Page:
Professor Michael Mann named among 50 most influential

Most Influential 50’s New Names Show Shakeup in Finance

Bloomberg Markets Magazine

They shape economies, move markets, do deals -- and change the world. They hold sway by virtue of the money they manage, the companies they control, the policies they enact and the ideas they propound. The people on the third annual 50 Most Influential list, to be published in the October issue of Bloomberg Markets magazine, command attention as masters of the global financial system.

Some work the strings of power in the courtroom or the halls of government, while others campaign for access to education, equal opportunities or the alleviation of poverty. These are people with clout.

To find candidates for our list, we tap the expertise of reporters and editors in 146 Bloomberg News bureaus around the globe. Rankings published in Bloomberg Markets throughout the year help shape our decisions.

Recent achievements count for more than long careers, although Warren Buffett, 83, and Carl Icahn, 77, show that it’s possible to have both. In all, 36 of our 50 are new to the list this year. Only seven -- including Buffett, Lloyd Blankfein, Jamie Dimon and Larry Fink -- have been on it all three years.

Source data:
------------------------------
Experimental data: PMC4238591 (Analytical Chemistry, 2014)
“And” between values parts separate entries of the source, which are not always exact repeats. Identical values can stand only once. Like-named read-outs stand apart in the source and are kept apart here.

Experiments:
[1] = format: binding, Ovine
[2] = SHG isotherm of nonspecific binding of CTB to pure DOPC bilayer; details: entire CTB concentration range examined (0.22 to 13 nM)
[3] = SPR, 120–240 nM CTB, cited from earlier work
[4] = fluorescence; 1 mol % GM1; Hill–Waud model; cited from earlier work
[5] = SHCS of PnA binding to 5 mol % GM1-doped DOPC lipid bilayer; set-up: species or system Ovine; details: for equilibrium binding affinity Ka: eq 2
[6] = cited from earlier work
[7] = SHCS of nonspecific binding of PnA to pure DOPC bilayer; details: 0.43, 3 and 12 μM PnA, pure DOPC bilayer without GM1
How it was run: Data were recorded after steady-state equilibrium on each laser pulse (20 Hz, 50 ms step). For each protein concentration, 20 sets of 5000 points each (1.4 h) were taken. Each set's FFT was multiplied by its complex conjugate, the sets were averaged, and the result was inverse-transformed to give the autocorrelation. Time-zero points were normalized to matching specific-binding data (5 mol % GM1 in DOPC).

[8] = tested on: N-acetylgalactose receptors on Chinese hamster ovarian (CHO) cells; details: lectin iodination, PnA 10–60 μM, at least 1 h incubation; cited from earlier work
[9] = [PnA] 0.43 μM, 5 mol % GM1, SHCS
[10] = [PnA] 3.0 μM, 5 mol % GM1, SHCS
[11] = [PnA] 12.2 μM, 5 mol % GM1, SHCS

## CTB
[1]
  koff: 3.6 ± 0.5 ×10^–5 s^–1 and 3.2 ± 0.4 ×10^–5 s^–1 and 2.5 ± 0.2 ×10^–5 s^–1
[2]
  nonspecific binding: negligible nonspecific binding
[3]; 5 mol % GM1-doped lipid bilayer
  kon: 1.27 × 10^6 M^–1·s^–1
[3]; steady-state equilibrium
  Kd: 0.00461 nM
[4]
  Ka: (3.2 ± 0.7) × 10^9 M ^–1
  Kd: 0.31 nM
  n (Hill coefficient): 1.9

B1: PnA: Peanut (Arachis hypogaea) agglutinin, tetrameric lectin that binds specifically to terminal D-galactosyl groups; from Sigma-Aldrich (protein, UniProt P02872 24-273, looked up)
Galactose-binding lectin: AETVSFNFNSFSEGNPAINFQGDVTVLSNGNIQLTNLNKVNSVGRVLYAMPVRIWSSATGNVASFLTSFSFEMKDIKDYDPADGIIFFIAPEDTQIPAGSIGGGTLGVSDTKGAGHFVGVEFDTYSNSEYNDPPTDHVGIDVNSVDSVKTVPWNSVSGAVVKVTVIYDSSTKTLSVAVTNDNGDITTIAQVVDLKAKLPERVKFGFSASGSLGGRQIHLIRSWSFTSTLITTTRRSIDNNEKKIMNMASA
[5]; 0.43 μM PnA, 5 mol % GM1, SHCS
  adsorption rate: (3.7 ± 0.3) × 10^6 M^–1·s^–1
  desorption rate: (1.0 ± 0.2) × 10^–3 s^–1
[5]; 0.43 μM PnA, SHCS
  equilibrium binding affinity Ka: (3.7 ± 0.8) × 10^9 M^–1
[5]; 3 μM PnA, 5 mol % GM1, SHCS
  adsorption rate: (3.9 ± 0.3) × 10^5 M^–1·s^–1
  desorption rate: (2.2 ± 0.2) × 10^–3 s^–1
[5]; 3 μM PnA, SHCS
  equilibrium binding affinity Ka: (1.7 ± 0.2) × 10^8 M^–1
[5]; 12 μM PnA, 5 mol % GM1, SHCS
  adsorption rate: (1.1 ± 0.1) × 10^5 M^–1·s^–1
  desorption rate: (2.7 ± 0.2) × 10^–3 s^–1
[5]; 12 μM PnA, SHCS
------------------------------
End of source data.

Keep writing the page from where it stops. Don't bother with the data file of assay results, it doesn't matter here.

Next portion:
We’ve grouped our influencers into five categories: Bankers, Policy Makers, Money Managers, Corporate Power Brokers and Thinkers. As in prior years, we excluded heads of government from the Policy Makers rubric, favoring instead the cabinet officials, regulators and central bankers who actually make things happen.


Michael Mann PROFESSOR Pennsylvania State University Mann, 47, and colleagues are the climate scientists who brought the world the so-called hockey stick graph, showing a sharp rise in global temperatures in the last century. He responds to climate change deniers on his RealClimate blog. 

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